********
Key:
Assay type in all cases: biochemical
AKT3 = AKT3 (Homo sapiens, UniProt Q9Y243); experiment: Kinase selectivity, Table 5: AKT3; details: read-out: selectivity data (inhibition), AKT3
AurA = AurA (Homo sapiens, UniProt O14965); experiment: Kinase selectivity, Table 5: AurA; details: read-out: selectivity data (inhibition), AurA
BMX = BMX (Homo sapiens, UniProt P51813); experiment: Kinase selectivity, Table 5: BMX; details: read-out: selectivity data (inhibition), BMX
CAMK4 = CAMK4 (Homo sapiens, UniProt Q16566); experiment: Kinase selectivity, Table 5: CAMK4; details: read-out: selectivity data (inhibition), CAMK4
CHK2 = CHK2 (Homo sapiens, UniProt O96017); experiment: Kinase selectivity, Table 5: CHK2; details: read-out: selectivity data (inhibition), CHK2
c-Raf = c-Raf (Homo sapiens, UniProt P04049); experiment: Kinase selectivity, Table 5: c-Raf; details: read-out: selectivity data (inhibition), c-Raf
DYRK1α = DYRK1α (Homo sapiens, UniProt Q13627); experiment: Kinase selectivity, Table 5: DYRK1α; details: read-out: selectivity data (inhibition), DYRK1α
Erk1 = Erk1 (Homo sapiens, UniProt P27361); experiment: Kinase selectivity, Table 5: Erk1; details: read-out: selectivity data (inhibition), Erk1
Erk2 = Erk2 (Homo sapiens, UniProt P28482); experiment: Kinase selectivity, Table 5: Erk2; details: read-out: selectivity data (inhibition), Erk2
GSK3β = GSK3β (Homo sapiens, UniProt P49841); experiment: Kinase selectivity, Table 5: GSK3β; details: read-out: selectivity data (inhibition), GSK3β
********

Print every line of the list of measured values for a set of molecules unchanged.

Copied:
Key:
Assay type in all cases: biochemical
AKT3 = AKT3 (Homo sapiens, UniProt Q9Y243); experiment: Kinase selectivity, Table 5: AKT3; details: read-out: selectivity data (inhibition), AKT3
AurA = AurA (Homo sapiens, UniProt O14965); experiment: Kinase selectivity, Table 5: AurA; details: read-out: selectivity data (inhibition), AurA
BMX = BMX (Homo sapiens, UniProt P51813); experiment: Kinase selectivity, Table 5: BMX; details: read-out: selectivity data (inhibition), BMX
CAMK4 = CAMK4 (Homo sapiens, UniProt Q16566); experiment: Kinase selectivity, Table 5: CAMK4; details: read-out: selectivity data (inhibition), CAMK4
CHK2 = CHK2 (Homo sapiens, UniProt O96017); experiment: Kinase selectivity, Table 5: CHK2; details: read-out: selectivity data (inhibition), CHK2
c-Raf = c-Raf (Homo sapiens, UniProt P04049); experiment: Kinase selectivity, Table 5: c-Raf; details: read-out: selectivity data (inhibition), c-Raf
DYRK1α = DYRK1α (Homo sapiens, UniProt Q13627); experiment: Kinase selectivity, Table 5: DYRK1α; details: read-out: selectivity data (inhibition), DYRK1α
Erk1 = Erk1 (Homo sapiens, UniProt P27361); experiment: Kinase selectivity, Table 5: Erk1; details: read-out: selectivity data (inhibition), Erk1
Erk2 = Erk2 (Homo sapiens, UniProt P28482); experiment: Kinase selectivity, Table 5: Erk2; details: read-out: selectivity data (inhibition), Erk2
GSK3β = GSK3β (Homo sapiens, UniProt P49841); experiment: Kinase selectivity, Table 5: GSK3β; details: read-out: selectivity data (inhibition), GSK3β